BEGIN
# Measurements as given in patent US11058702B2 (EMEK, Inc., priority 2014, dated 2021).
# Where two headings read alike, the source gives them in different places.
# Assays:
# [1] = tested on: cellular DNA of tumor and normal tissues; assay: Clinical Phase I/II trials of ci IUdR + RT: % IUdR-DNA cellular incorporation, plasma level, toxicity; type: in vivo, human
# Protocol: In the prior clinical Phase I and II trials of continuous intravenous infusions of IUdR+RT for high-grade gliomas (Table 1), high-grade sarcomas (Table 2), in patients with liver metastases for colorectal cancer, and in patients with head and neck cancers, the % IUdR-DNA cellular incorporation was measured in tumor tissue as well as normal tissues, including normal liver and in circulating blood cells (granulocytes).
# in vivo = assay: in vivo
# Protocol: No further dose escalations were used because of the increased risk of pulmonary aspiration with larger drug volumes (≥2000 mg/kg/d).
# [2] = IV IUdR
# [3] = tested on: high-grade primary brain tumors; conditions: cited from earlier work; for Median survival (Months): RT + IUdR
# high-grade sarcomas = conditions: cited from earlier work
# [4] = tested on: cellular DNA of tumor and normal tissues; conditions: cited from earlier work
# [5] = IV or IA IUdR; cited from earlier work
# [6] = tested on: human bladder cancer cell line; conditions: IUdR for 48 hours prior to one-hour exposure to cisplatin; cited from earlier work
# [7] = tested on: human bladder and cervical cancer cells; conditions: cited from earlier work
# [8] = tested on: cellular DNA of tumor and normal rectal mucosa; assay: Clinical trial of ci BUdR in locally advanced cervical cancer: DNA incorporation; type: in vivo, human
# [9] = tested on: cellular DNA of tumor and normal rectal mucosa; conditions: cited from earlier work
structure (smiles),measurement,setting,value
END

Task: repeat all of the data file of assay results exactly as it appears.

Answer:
# Measurements as given in patent US11058702B2 (EMEK, Inc., priority 2014, dated 2021).
# Where two headings read alike, the source gives them in different places.
# Assays:
# [1] = tested on: cellular DNA of tumor and normal tissues; assay: Clinical Phase I/II trials of ci IUdR + RT: % IUdR-DNA cellular incorporation, plasma level, toxicity; type: in vivo, human
# Protocol: In the prior clinical Phase I and II trials of continuous intravenous infusions of IUdR+RT for high-grade gliomas (Table 1), high-grade sarcomas (Table 2), in patients with liver metastases for colorectal cancer, and in patients with head and neck cancers, the % IUdR-DNA cellular incorporation was measured in tumor tissue as well as normal tissues, including normal liver and in circulating blood cells (granulocytes).
# in vivo = assay: in vivo
# Protocol: No further dose escalations were used because of the increased risk of pulmonary aspiration with larger drug volumes (≥2000 mg/kg/d).
# [2] = IV IUdR
# [3] = tested on: high-grade primary brain tumors; conditions: cited from earlier work; for Median survival (Months): RT + IUdR
# high-grade sarcomas = conditions: cited from earlier work
# [4] = tested on: cellular DNA of tumor and normal tissues; conditions: cited from earlier work
# [5] = IV or IA IUdR; cited from earlier work
# [6] = tested on: human bladder cancer cell line; conditions: IUdR for 48 hours prior to one-hour exposure to cisplatin; cited from earlier work
# [7] = tested on: human bladder and cervical cancer cells; conditions: cited from earlier work
# [8] = tested on: cellular DNA of tumor and normal rectal mucosa; assay: Clinical trial of ci BUdR in locally advanced cervical cancer: DNA incorporation; type: in vivo, human
# [9] = tested on: cellular DNA of tumor and normal rectal mucosa; conditions: cited from earlier work
structure (smiles),measurement,setting,value